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Sunday, March 2, 2014

Even great painters have bad days

The Harlot of Jericho and the Two Spies, c. 1896-1902, by James Jacques Joseph Tissot
This morning I came across Tissot’s The Harlot of Jericho and the Two Spies, above. Tissot was a fine painter, but one has to wonder what he was thinking to portray Rahab as a man in drag, with a 5 o’clock shadow. (For those of you unfamiliar with the story, Rahab was the original ‘hooker with a heart of gold.’ Joshua sent two spies into Jericho, and Rahab hid them on her roof, in exchange for which her family was spared during the sack of the city.)

Seascape, Calm Weather, 1864-65, Édouard Manet
I’m pretty uncomfortable on the days I share my ‘fails’ with you, but it helps to remember that even great artists have bad days. Consider Édouard Manet, who surely must rank as one of the most incisive painters who ever lived. He was capable of wonderfully complex compositions articulating wonderfully complex commentaries. Yet his seascapes range from mediocre to terrible; still, he painted a lot of them.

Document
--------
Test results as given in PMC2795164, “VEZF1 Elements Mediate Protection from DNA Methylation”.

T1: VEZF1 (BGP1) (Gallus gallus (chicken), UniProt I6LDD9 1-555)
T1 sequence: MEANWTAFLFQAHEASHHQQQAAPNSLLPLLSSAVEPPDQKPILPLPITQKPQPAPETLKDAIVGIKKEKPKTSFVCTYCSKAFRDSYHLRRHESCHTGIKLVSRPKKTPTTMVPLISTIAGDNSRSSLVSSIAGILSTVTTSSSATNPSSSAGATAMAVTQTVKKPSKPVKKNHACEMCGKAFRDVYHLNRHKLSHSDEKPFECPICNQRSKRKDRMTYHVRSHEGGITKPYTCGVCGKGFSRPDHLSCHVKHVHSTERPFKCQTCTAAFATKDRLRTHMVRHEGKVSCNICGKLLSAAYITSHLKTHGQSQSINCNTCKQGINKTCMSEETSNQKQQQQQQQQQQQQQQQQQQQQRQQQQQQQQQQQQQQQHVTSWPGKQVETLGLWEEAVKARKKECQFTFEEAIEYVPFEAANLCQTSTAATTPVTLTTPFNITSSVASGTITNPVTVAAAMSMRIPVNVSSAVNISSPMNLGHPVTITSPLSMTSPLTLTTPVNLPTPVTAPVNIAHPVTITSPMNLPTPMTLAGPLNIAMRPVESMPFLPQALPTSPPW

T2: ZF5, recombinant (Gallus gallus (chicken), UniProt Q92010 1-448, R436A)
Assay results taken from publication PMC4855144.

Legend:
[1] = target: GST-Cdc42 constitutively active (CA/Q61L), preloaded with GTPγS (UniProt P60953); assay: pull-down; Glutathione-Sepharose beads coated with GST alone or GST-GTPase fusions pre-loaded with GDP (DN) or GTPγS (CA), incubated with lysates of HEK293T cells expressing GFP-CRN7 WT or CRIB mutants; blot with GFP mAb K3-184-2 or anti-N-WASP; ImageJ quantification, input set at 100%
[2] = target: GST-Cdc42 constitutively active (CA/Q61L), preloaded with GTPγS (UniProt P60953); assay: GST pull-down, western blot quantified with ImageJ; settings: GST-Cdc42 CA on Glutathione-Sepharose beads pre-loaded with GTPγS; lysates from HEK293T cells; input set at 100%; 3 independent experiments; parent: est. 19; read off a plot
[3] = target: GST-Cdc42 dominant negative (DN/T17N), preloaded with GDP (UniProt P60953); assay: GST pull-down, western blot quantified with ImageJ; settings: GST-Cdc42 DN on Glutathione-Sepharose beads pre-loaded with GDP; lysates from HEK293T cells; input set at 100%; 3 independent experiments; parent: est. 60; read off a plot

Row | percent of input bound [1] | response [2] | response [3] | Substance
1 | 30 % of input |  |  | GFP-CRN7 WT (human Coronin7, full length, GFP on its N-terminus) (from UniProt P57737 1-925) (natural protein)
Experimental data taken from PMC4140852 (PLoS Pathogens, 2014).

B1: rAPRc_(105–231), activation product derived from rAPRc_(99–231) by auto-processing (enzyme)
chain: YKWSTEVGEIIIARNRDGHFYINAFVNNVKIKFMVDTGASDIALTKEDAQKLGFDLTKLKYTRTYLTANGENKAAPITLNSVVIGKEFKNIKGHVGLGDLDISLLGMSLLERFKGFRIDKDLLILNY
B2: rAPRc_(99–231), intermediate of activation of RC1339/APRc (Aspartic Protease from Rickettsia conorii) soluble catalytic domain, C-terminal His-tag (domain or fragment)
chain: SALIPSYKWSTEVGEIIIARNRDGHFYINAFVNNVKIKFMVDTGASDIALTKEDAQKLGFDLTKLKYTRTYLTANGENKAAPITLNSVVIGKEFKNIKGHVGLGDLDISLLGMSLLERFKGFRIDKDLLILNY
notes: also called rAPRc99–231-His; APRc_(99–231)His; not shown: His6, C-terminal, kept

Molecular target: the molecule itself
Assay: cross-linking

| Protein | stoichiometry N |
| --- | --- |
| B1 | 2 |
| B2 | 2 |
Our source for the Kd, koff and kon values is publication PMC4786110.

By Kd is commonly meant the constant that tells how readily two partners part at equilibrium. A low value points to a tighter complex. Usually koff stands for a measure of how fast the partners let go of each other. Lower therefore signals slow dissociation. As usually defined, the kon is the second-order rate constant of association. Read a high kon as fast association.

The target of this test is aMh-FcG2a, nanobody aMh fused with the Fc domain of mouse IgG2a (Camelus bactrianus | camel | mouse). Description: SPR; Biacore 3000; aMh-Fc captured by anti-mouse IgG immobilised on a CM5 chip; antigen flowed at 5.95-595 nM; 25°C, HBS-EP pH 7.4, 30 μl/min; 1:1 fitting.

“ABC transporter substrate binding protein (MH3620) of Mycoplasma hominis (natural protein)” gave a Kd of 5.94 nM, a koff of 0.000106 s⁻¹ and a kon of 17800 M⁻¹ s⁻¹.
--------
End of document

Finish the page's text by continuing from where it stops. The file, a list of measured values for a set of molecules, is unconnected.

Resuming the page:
Sunset at Montmajour, 1888, Vincent Van Gogh

Van Gogh’s Sunset at Montmajour was misattributed for a long time, although it was once owned by Theo Van Gogh. Art historians simply didn’t believe he could have painted something that pretty, that bland. It has taken modern paint analysis to prove that the pigments came from the master’s palette.

I think I’ve mentioned before: there is no secret gnosis to painting. There is only hard work.

Let me know if you’re interested in painting with me in Maine in 2014 or Rochester at any time. Click here for more information on my Maine workshops

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